Why Does Mint Make Your Mouth Feel Cool?
If you nibble on a mint leaf, you might notice that it makes your mouth feel cool. That's because mint, much like chili peppers, is a biochemical success story — for plants, at least.
The evolutionary marvel lies in special molecules that these plants produce: capsaicin in chilies, and menthol in mint. Scientists think the plants' ancestors might have begun producing the chemicals to deter predators.
"Plants probably evolved compounds to use as a defense mechanism, and through natural selection, they found some that happened to work," Paul Wise, an associate member at the Monell Chemical Senses Center in Philadelphia, told Live Science. [Why Do Your Teeth Feel Weird After Eating Spinach?]
"The plants that produced the compounds were less likely to be eaten," he said. Those that survived long enough to reproduce were able to spread their seeds and pass their genes to subsequent generations.
That's why mint makes menthol. But why does it make your mouth feel cool?
The answer, in short, is that menthol tricks our bodies into feeling cold, even though we're not. Both menthol and capsaicin affect the system of sensory receptors that monitor things such as touch, temperature and pain. Called the somatosensory system, this complex network of neurons is different from the systems responsible for taste and smell.
"There are neurons under the skin that can sense different sensations, like hot and cold," Seok-Yong Lee, an associate professor of biochemistry at Duke University, told Live Science. These neurons monitor the environment using an array of specialized proteins embedded in the cell membranes. The proteins control tiny tunnels called ion channels that can allow matter to pass through the cell membrane. The ion channels stay closed until the receptor protein detects the stimulus it's looking for.
"Once they sense the chemical or heat, the proteins turn on and allow ions to permeate the cell membrane," Lee said. Those fresh ions from the outside world trigger a tiny electrical signal, called an action potential, that neurons relay to the brain.
The action potential is like an electrochemical telegram that reads "some of the coldness receptors on the tongue were triggered." The brain reasonably interprets that as "the tongue is cold," but that isn't always the case.
Most receptor proteins are designed to open their ion channels when they detect a particular stimulus. For example, the protein scientists call TRPM8 (pronounced "trip M 8") is mostly associated with coldness — it goes wild when you lick an ice cream cone.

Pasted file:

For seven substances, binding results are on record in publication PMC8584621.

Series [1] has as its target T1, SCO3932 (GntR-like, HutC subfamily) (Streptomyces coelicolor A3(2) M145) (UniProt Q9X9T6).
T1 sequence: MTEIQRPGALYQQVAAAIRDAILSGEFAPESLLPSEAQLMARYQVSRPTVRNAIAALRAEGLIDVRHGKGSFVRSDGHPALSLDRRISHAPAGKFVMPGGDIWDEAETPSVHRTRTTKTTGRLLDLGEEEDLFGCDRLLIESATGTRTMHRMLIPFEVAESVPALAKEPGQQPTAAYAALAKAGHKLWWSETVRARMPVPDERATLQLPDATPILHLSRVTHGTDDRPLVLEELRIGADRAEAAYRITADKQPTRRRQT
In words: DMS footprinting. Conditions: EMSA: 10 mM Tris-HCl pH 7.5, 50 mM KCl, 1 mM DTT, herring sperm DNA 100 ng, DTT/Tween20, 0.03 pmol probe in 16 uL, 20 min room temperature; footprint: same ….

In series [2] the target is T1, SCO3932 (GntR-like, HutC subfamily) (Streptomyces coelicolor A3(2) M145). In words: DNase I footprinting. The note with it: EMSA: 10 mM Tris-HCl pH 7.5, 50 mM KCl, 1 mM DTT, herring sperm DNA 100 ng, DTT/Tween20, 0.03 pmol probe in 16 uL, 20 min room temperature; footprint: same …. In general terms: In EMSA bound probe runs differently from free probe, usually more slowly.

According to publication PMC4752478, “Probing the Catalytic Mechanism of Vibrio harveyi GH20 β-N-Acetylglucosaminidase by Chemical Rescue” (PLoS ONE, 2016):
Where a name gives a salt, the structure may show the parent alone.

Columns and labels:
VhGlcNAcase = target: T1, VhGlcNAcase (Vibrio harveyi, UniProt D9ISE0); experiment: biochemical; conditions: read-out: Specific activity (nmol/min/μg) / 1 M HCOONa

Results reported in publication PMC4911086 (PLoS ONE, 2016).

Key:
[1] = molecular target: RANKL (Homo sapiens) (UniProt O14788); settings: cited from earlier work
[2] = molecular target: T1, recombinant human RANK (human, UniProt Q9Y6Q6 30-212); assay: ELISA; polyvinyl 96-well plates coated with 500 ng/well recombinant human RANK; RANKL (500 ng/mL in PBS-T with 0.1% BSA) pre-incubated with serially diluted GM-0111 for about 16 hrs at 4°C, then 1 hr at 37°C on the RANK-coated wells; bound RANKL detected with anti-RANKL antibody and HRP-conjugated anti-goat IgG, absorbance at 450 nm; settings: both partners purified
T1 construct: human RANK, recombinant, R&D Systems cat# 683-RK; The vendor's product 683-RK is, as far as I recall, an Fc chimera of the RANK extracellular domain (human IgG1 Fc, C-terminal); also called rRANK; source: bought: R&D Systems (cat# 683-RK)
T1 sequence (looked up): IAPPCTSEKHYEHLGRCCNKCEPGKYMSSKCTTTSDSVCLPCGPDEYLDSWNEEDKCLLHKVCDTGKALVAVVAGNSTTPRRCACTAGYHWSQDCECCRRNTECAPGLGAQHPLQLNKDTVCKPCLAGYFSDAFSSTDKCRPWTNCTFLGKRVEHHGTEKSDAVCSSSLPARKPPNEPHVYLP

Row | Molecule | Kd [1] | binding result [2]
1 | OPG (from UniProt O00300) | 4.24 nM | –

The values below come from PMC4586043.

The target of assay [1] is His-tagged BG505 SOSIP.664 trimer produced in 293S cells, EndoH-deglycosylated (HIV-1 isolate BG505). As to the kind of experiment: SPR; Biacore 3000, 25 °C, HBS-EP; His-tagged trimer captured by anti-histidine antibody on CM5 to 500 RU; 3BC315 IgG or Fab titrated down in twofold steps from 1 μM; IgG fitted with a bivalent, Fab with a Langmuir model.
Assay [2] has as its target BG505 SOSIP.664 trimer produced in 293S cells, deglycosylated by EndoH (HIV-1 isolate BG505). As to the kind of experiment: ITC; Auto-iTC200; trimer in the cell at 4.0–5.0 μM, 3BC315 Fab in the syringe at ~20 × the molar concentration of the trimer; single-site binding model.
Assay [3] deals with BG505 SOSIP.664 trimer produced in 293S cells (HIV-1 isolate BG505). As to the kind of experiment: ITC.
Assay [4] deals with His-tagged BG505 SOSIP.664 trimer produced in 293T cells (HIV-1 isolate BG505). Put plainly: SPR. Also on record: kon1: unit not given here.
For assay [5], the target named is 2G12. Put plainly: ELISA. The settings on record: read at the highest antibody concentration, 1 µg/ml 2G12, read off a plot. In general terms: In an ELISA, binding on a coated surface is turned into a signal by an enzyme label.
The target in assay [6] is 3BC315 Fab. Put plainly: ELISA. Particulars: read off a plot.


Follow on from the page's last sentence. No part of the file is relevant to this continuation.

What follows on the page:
The reason mint makes your mouth feel cool is that menthol molecules also cause TRPM8 receptors to open their ion channels and send an action potential to the brain, which automatically interprets the tiny pulse of electricity as "the tongue is cold," even when it's not.
"The cooling is all sensation," Wise said. If anything, high concentrations of menthol can cause local inflammation, which would lead to a slight increase in temperature.
Scientists can speculate why TRPM8 is sensitive to coldness and menthol, but there isn't much solid evidence yet. It's been only a few months since Lee and his colleagues published a study in the journal Science that describes how the protein recognizes menthol molecules.
"A main reason we're sensitive in our mouth, eyes and nose to things like chili pepper and menthol is because the nerve endings are so near the surface," Wise added.
So, next time you're chowing down on mint chocolate chip ice cream, remember that it's not just the ice crystals making you cold; the mint is also an active player.
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Originally published on Live Science.
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Grant Currin is a freelance science journalist based in Brooklyn, New York, who writes about Life's Little Mysteries and other topics for Live Science. Grant also writes about science and media for a number of publications, including Wired, Scientific American, National Geographic, the HuffPost and Hakai Magazine, and he is also a contributor to the Discovery podcast Curiosity Daily. Grant received a bachelor's degree in Political Economy from the University of Tennessee.
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